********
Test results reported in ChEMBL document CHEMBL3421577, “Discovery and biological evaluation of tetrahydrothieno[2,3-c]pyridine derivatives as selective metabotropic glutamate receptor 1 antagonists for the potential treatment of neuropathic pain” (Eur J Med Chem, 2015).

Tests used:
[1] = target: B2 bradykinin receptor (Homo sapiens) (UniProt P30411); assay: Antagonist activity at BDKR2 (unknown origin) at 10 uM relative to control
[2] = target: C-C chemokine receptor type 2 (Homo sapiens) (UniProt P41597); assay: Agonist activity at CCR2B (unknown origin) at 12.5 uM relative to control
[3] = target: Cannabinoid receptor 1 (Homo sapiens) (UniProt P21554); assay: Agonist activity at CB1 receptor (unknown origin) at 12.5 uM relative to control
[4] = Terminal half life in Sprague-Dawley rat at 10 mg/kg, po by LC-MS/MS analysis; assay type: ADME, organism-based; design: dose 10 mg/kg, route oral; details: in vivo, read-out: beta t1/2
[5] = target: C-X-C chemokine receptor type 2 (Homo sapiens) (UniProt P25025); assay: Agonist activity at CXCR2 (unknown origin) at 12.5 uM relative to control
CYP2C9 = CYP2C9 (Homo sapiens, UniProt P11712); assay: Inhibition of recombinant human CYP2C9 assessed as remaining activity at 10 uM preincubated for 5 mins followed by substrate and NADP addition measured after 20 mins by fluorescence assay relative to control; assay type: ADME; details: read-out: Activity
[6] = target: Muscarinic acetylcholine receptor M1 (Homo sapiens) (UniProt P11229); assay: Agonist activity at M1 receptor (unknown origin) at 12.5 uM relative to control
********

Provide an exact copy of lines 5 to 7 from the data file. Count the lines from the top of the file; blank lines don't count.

[3] = target: Cannabinoid receptor 1 (Homo sapiens) (UniProt P21554); assay: Agonist activity at CB1 receptor (unknown origin) at 12.5 uM relative to control
[4] = Terminal half life in Sprague-Dawley rat at 10 mg/kg, po by LC-MS/MS analysis; assay type: ADME, organism-based; design: dose 10 mg/kg, route oral; details: in vivo, read-out: beta t1/2
[5] = target: C-X-C chemokine receptor type 2 (Homo sapiens) (UniProt P25025); assay: Agonist activity at CXCR2 (unknown origin) at 12.5 uM relative to control